Vehicle Reviews

Mercedes-Benz V-Class - Review of the Week

One thing Mercedes' V-Class MPV certainly isn't short of is space. But it's twinned with a very high quality statement. It's a difficult option to ignore.

The Mercedes-Benz V-Class is one of the very biggest and plushest large MPVs you can buy and represents a decent step forward from the Viano model it replaced. Yes, it has commercial roots, but they're very well disguised, with both interior and exterior styling and finish having progressed considerably since the last time the Stuttgart brand brought us a model of this type. If you want to carry seven or eight people and all their luggage - and do so with a bit of class in one of the best large MPVs, then this vehicle's worth a look.

When it comes to engines, the Mercedes V-Class has sensibly stuck to tried and tested turbodiesel technology and mated this with its usual 7G-TRONIC PLUS 7-speed auto transmission. The V220d entry-level model is powered by a four-cylinder 2.1-litre engine which ought to be enough for most as it generates 163PS and some 380Nm of torque, good for 62mph in 11.8s en route to 121mph. Should you want to go a stage further, you'll need the V250d which makes 190PS and a massive 440Nm, improving those figures to 9.1s and 129mph. That's about as much speed and pulling power as the 3.0-litre V6 turbodiesel engine used in the Viano model that this car was developed to replace.

Interior noise has been reduced significantly - thanks to improved cabin insulation - and the paddleshift auto 'box gives buyers access to Mercedes' AGILITY SELECT system. Although this set-up sounds suspension-related, it's not. Press a button and you'll be able to choose between four driving modes: economical, comfortable, sporty and manual. Engine, accelerator and transmission response are then adapted accordingly. If the driver activates the modes 'Sport', 'Comfort' or 'Manual', an additional output of 13PS and 40Nm becomes available in acceleration phases. In this over-torque mode, the V250d can develop 205PS and 480Nm of torque. Mercedes hasn't overlooked the handling though. The AGILITY CONTROL suspension features adjustable dampers and the latest generation of ESP stability control features many assistance functions. The electromechanical power steering has been geared to take the effort out of manoeuvring such a large MPV in heavy traffic.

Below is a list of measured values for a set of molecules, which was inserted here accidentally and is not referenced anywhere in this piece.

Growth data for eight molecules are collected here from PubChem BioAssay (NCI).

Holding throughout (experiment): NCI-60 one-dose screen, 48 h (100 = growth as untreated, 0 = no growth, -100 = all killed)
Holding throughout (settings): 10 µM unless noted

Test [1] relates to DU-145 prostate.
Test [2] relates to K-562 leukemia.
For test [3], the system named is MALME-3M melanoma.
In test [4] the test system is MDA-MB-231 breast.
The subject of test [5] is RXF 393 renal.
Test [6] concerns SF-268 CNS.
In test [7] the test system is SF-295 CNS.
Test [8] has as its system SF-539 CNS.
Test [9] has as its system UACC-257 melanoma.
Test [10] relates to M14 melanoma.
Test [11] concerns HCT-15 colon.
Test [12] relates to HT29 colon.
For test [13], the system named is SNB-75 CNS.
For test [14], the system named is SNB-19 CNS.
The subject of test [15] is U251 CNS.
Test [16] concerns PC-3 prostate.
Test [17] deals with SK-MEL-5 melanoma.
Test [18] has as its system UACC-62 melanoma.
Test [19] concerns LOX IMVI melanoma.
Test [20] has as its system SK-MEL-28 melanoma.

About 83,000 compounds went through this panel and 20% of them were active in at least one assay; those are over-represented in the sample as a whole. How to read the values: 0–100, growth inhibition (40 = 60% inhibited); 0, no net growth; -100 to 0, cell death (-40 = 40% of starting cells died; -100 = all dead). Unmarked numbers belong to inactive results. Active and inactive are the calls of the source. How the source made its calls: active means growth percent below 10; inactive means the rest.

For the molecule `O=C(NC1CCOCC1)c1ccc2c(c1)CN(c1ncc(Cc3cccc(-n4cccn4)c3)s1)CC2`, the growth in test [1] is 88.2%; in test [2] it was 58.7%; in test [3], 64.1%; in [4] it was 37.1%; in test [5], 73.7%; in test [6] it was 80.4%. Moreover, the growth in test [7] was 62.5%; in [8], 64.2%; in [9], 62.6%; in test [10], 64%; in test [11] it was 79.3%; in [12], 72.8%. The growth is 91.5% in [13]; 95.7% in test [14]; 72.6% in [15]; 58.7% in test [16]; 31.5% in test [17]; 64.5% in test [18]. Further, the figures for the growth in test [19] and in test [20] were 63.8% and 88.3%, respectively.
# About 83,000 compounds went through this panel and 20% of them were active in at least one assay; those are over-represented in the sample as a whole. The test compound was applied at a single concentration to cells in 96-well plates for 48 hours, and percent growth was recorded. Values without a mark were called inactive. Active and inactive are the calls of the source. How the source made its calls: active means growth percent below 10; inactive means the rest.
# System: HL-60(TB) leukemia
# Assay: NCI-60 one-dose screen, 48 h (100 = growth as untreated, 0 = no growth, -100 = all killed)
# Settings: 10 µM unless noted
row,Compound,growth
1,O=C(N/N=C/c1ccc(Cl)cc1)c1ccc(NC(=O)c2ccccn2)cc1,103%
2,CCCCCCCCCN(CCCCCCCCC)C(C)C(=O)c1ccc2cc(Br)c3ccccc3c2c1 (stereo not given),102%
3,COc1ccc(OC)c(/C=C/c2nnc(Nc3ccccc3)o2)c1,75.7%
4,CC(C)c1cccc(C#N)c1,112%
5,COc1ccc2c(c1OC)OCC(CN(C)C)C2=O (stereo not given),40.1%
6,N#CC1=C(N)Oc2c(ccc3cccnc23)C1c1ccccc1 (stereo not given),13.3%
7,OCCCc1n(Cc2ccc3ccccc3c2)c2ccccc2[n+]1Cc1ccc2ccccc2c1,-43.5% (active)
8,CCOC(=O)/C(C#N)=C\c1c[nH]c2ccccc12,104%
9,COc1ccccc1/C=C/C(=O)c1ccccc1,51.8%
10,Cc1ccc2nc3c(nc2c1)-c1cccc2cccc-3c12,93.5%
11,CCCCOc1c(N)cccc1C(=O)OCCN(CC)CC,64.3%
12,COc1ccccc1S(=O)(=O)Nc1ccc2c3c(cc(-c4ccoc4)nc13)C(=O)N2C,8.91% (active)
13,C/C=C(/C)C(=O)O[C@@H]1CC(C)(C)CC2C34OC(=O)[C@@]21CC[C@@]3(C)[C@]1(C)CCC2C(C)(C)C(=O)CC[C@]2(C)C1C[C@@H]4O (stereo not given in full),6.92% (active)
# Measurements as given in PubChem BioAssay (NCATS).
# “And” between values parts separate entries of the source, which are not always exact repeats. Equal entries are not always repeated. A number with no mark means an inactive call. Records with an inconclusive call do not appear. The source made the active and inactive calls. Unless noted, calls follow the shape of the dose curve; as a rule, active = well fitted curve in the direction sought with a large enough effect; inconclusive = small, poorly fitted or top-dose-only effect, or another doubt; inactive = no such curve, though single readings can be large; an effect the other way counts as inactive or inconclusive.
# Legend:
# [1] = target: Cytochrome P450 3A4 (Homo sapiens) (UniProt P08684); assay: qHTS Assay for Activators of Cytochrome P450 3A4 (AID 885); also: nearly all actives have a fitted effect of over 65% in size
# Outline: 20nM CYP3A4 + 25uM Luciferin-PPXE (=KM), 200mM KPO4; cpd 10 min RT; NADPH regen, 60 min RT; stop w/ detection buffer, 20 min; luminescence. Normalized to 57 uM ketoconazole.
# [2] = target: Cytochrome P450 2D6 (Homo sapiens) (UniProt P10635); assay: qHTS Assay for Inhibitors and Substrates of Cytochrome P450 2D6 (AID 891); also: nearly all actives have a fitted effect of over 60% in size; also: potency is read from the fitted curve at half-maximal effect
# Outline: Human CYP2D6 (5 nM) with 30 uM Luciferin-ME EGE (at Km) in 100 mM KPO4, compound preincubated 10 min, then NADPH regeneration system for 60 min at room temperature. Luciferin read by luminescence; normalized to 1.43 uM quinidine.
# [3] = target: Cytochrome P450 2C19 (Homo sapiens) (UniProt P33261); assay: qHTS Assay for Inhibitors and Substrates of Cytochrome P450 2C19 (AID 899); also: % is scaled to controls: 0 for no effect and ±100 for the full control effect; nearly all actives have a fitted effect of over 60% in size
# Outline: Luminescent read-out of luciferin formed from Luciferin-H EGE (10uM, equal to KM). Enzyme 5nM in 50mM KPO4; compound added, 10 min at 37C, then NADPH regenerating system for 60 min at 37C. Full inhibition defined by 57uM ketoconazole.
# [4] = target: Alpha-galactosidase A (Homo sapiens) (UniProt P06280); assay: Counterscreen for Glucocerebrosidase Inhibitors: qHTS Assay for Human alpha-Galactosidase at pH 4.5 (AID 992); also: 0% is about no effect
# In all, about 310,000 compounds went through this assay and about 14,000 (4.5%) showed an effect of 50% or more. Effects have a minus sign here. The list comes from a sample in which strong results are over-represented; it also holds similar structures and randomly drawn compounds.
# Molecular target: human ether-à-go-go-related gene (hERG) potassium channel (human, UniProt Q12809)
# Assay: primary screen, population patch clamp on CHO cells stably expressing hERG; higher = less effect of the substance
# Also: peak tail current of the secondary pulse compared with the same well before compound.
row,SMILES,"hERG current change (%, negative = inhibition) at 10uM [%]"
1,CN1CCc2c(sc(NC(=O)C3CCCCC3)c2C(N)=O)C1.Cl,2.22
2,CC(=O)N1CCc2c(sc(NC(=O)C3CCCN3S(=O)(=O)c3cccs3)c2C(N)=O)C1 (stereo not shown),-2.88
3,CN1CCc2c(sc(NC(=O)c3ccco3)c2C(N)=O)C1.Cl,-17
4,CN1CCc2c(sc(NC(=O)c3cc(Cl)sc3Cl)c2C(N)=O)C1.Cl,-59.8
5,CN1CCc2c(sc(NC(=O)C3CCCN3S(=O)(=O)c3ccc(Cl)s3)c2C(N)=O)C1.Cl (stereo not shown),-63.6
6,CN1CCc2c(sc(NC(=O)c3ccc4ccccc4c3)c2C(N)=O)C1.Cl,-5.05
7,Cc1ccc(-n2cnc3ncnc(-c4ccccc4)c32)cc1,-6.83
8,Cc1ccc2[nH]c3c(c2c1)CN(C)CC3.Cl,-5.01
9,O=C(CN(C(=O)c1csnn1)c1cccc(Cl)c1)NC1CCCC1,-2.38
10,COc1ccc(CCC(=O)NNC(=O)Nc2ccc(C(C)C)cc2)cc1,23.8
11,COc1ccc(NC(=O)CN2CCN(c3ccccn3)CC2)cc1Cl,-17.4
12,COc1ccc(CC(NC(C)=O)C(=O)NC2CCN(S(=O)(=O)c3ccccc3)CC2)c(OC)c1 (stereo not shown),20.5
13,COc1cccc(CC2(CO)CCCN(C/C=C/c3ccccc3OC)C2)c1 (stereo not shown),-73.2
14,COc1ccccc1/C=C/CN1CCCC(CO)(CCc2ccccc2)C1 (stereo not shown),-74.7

Mercedes-Benz V-Class - Review of the Week

Like its predecessor the Viano, this Mercedes V-Class is based on a van, Mercedes' Vito LCV model, though that said, it's a lot more car-like these days. While a commercial vehicle with windows can only be styled so far, you have to say that this latest V isn't a bad looking thing for a big box. The headlights are fashionably smeared back, the grille looks agreeably assertive and even the slab sides have had some swage lines and shape built into them. You don't buy a V-Class for its sexy styling though. You buy it for its space and solidity. There's a choice of two body lengths, 'Long' and 'Extra Long': we'd suggest you go large, not least because you have to have the 'Extra Long' version to be able to seat up to eight people rather than merely seven folk.

Whatever variant you go for, you'll be impressed by the way that Mercedes has clearly worked at improving the look and feel of the cabin, with fine Nappa leather finishes available and a simple but extremely elegant dashboard that has more than a hint of S-Class about it. In this regard at least, it's like no van you've ever seen before. As standard, you get four individual luxury seats with armrests in two seat rows. As an alternative to the individual seats, two or three-passenger bench seats are offered. Cargo can be stowed under all other bench seats. Very little effort is required to move the individual seats and benches fore and aft or to position them in the quick release seat rails. There's also a standard separately opening rear windscreen which is handy in tight parking spaces. You can also spend a little extra and go for the powered EASY-PACK tailgate which can be opened, closed and stopped in any position electrically. If you're not too tall, I'd recommend ticking this box as the tailgate is quite a reach when open.

It initially seems a bit curious that Mercedes decided to ditch the Viano brand and revive the Mercedes V-Class badge because the old first generation turn-of-the-century V-Class model was never any great shakes. Still, if you can shake that sense of association, then you'll probably love the MK2 model version of this huge, classy MPV. It's an impressive thing. Gone are the acres of grey plastic dashboard, pogo stick ride quality and bland crew bus styling. This thing has class inside and out and moves the game for the best large MPV forward in several areas.

Both the V220d and the V250d show their class in unexpected ways and purloin bits from some of Mercedes' most impressive passenger cars to great effect. The electrical system and the steering are based on the C-Class, while the COMAND infotainment set-up is basically the one you'll find in an E-Class. Since the old seven-seat R-Class model was pensioned off, Mercedes has been needing something to step into the breach. Few would have nominated this Mercedes V-Class for that role but it's surprisingly appealing. Go on: go large.

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